Halloween. A day celebrated around the country for…wait why do we celebrate it?

Lillian Przbyl

Halloween wasn’t always a day where kids dress up and go get free candy, many aspects of today’s Halloween does show similarities with ancient rituals, but are still very different.

Halloween practice date back around 2,000 years ago from an ancient society called the Celts. They referred to October 31st as Samhain (Pronounced Sow-in) instead of Halloween. They were located in current-day UK, and Ireland. To the Celts, they believed the year ended in November first. October 31st marked the end of summer and harvest and the beginning of winter. Before modern-day medicine, winters brought death and suffering. 

As believed by the Celts, on the final day of the year, the barrier between the living and the dead was at its thinnest. Spirits would then be able to pass through this blurred vail and wreak havoc upon towns. People would burn crops and animals in sacrifice to ward off these spirits. During the ritual, people would wear animal carcass as a mask to hide from spirits. Hence, where costumes came from.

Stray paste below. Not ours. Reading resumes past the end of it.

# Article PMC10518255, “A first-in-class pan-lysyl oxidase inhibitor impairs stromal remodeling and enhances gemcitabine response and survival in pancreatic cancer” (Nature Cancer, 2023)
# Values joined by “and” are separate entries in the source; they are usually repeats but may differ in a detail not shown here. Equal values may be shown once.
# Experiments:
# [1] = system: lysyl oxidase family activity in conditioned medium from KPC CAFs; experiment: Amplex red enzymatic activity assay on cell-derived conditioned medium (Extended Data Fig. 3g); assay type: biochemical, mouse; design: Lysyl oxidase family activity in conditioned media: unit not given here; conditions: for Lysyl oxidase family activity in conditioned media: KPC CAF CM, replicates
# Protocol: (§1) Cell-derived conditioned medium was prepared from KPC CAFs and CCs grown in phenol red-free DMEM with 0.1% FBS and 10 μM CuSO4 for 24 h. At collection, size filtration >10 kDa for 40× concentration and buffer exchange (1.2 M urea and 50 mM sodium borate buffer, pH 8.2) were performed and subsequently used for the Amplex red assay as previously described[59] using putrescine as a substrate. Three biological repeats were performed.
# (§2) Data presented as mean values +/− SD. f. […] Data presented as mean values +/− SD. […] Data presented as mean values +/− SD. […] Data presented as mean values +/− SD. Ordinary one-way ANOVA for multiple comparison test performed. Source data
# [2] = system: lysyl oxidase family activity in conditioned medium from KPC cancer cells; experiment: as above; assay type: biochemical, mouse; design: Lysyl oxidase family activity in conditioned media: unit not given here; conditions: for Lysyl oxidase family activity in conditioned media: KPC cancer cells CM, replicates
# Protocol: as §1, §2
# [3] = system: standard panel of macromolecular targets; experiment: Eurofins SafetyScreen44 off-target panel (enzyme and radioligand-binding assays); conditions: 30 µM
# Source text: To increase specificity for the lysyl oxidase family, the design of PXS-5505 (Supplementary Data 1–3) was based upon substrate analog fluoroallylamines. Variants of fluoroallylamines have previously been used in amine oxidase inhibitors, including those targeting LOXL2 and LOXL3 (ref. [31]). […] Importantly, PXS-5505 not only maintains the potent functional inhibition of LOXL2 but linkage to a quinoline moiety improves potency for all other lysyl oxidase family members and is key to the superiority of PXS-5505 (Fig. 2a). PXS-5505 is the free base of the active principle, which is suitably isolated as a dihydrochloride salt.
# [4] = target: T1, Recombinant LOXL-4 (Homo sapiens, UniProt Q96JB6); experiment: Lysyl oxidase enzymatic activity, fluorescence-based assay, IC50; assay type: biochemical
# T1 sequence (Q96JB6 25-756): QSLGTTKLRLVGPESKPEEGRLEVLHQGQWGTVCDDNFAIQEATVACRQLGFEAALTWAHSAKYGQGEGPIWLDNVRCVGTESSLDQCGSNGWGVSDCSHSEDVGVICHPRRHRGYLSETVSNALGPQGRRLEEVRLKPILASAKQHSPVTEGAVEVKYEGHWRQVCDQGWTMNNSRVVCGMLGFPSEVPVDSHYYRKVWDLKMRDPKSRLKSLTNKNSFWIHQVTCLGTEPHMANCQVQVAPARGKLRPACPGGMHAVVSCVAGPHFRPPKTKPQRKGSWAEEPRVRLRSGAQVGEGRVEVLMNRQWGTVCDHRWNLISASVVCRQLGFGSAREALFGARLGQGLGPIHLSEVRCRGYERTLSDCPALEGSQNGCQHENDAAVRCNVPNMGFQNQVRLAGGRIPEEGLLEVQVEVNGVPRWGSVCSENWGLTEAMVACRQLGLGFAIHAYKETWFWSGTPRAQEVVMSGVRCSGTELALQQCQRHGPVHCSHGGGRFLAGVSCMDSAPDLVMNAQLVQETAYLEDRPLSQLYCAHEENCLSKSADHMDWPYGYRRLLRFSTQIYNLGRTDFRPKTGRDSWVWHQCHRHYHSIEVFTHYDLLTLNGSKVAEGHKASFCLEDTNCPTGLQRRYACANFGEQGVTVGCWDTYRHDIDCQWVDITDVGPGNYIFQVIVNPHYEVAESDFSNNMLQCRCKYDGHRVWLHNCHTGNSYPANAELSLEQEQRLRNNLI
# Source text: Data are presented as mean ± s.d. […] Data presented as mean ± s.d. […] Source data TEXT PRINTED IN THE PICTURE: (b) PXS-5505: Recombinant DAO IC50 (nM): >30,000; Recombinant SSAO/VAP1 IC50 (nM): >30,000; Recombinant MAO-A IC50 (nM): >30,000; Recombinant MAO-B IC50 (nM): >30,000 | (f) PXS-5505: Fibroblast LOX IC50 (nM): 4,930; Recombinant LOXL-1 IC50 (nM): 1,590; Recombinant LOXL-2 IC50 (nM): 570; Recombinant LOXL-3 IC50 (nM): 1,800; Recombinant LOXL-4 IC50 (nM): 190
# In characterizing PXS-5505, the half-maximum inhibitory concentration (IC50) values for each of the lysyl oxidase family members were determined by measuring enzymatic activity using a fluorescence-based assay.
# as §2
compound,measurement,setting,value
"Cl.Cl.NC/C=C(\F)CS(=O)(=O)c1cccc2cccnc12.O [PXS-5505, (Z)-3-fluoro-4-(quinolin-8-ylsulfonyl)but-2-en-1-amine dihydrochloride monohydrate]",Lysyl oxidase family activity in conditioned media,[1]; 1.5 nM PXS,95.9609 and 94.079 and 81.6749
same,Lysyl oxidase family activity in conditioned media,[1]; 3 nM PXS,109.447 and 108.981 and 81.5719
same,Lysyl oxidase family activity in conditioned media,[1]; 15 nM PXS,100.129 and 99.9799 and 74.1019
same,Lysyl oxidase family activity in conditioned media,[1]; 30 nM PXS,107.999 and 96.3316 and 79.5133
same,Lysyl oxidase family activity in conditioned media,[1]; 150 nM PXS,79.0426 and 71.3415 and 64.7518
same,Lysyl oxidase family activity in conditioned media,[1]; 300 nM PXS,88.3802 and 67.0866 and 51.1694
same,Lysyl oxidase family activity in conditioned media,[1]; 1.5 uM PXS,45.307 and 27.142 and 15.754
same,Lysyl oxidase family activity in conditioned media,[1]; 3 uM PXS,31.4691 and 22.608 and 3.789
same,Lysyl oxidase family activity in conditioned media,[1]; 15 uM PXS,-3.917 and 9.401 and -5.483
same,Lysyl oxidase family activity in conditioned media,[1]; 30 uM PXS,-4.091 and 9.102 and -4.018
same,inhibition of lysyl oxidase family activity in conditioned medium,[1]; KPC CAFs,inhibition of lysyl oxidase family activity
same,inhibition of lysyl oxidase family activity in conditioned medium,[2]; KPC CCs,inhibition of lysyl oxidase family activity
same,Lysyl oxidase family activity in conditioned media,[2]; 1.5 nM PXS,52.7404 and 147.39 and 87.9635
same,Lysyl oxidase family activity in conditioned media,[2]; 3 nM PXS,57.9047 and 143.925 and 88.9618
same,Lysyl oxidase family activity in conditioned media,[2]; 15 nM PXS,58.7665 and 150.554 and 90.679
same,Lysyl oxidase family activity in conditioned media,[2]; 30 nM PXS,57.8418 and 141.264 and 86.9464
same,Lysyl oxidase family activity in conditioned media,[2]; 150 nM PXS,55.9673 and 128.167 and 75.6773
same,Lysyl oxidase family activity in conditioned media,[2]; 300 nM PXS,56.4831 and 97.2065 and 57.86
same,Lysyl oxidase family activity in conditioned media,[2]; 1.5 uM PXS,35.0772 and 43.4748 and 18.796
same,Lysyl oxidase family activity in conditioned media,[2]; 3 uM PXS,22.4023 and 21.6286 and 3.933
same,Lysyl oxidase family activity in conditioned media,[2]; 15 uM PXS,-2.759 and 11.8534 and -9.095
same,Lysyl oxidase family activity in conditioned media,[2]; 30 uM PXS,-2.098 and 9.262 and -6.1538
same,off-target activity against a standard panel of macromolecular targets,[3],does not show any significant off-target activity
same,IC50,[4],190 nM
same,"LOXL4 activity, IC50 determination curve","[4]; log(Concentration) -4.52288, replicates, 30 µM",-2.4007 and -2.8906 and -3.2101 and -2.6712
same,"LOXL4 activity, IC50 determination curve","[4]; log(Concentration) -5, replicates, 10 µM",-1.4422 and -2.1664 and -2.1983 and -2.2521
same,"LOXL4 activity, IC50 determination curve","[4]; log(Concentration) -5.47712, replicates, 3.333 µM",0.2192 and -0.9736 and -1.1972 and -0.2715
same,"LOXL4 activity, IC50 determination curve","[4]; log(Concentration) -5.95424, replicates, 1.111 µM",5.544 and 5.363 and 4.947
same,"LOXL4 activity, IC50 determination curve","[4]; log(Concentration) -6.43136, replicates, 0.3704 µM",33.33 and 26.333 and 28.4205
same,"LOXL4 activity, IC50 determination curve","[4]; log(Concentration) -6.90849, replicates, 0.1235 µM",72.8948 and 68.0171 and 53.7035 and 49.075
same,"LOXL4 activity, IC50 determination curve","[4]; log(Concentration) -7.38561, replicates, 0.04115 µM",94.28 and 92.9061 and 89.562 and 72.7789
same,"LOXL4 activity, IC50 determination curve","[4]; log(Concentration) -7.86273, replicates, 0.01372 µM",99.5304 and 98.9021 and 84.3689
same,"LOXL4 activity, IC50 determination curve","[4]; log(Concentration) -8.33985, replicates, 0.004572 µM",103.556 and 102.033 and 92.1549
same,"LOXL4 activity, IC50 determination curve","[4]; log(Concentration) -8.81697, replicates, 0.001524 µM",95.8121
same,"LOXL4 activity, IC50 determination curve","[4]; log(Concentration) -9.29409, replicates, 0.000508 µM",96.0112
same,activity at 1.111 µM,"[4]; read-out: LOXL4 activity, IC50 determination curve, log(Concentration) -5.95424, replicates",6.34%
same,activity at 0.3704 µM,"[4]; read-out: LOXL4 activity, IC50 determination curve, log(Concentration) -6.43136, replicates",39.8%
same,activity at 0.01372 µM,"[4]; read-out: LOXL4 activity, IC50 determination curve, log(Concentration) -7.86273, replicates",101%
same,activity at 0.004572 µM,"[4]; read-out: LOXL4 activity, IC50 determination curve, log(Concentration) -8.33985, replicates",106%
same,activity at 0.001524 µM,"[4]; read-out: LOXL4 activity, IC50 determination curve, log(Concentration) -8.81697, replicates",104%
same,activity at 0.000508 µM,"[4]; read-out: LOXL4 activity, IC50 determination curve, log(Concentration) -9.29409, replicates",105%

Trick or treating is much more recent compared to Samhain. In ancient times, people would go from parish to parish asking for food in return for prayer for the dead. This activity was practiced during Samhain times. Instead of leaving out bowls of candy, people would leave out soul-cakes as a sign that the family was asking for prayer. 

Trick or treating as its known today wasn’t introduced into modern American culture until the 1900s. The earliest printed record is from around 1920. In the 30s it began popping up in newspaper articles. In the 1950s the popularity boomed when it was used in a Peanuts comic strip before truly blowing up and becoming part of popular culture in the 1950s.

I’m not sure how you’ll be spending Halloween this year. Whether it’s trick or treating or worshiping pagan goods via bonfires, not my place to judge. Either way, happy Halloween everyone.